The idea of six zones came between 1913 and 1914 before amalgamation by (Charles Lindsay) Temple, second in command to Lord Lugard. Maybe if six (zones) had been accepted by Lugard and Nigeria had six zones or protectorates — three in what became the Northern Protectorate and three in the Southern Protectorate — maybe Nigeria could have been a wondrous country. There could have been no agitation for break-up of the huge northern region; that was the major area of contention: that the North was too large. That’s why they also demanded 50 per cent representation in the legislative council. But they had to break up for true federalism. For those who are making so much noise about Oduduwa State, there was never any Oduduwa State in the country; never any Igbo State. It’s not restructuring that matters. Mark you, 36 (states) is too large. My own ideal was (Gen. Yakubu) Gowon’s 12-state structure, which answered all the agitation.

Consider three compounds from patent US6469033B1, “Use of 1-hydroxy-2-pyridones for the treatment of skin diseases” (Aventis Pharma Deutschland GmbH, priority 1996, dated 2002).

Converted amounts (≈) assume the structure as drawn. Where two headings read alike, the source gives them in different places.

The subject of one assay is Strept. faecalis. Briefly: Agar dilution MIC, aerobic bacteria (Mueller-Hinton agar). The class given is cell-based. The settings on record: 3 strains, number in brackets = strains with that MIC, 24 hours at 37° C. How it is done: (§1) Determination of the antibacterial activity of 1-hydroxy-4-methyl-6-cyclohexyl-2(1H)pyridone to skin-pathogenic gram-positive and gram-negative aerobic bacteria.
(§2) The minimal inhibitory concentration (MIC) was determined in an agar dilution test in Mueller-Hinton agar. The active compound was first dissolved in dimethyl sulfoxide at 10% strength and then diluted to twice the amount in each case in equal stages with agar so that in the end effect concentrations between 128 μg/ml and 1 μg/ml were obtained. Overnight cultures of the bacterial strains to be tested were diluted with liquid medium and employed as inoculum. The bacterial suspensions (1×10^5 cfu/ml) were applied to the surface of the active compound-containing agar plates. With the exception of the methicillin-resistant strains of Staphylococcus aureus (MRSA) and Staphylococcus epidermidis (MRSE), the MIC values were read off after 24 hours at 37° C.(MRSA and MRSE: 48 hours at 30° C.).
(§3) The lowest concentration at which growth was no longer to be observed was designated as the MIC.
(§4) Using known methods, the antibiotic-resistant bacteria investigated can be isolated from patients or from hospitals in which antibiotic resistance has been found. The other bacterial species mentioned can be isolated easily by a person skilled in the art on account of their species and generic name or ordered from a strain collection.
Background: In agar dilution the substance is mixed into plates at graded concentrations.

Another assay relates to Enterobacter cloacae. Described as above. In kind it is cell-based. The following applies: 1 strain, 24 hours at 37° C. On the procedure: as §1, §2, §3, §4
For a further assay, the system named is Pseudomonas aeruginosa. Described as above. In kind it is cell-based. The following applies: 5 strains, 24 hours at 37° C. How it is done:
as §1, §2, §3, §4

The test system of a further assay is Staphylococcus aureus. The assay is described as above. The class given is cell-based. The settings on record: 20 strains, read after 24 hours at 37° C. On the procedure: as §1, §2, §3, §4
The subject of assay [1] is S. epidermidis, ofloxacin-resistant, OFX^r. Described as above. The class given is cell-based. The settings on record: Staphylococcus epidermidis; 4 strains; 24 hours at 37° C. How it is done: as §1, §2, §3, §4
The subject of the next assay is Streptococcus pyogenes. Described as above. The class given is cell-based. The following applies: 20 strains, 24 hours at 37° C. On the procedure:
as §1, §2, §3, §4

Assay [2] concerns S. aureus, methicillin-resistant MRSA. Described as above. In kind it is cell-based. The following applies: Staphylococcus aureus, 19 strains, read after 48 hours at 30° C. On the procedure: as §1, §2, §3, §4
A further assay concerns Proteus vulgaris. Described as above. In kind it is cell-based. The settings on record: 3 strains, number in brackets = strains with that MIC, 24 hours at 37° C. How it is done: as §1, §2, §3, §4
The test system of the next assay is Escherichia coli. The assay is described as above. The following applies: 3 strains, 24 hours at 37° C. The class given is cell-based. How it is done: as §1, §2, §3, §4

Is that what you meant when you recommended a 10-year development plan?